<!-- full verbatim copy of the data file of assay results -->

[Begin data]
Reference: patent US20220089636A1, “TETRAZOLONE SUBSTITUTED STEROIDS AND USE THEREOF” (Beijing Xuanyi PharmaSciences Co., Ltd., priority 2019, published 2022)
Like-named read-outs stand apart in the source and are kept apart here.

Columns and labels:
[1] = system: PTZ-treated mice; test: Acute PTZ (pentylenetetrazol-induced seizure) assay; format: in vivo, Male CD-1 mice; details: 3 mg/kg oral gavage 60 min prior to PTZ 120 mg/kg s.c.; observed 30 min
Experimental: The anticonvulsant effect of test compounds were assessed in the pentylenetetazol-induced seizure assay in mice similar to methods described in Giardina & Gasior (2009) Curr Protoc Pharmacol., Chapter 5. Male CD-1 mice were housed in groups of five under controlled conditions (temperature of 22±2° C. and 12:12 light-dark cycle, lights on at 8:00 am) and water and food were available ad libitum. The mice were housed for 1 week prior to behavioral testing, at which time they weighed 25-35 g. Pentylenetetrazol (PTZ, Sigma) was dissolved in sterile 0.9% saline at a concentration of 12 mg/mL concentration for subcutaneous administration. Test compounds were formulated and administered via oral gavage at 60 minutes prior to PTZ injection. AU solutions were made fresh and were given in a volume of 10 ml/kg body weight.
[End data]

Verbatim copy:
Reference: patent US20220089636A1, “TETRAZOLONE SUBSTITUTED STEROIDS AND USE THEREOF” (Beijing Xuanyi PharmaSciences Co., Ltd., priority 2019, published 2022)
Like-named read-outs stand apart in the source and are kept apart here.

Columns and labels:
[1] = system: PTZ-treated mice; test: Acute PTZ (pentylenetetrazol-induced seizure) assay; format: in vivo, Male CD-1 mice; details: 3 mg/kg oral gavage 60 min prior to PTZ 120 mg/kg s.c.; observed 30 min
Experimental: The anticonvulsant effect of test compounds were assessed in the pentylenetetazol-induced seizure assay in mice similar to methods described in Giardina & Gasior (2009) Curr Protoc Pharmacol., Chapter 5. Male CD-1 mice were housed in groups of five under controlled conditions (temperature of 22±2° C. and 12:12 light-dark cycle, lights on at 8:00 am) and water and food were available ad libitum. The mice were housed for 1 week prior to behavioral testing, at which time they weighed 25-35 g. Pentylenetetrazol (PTZ, Sigma) was dissolved in sterile 0.9% saline at a concentration of 12 mg/mL concentration for subcutaneous administration. Test compounds were formulated and administered via oral gavage at 60 minutes prior to PTZ injection. AU solutions were made fresh and were given in a volume of 10 ml/kg body weight.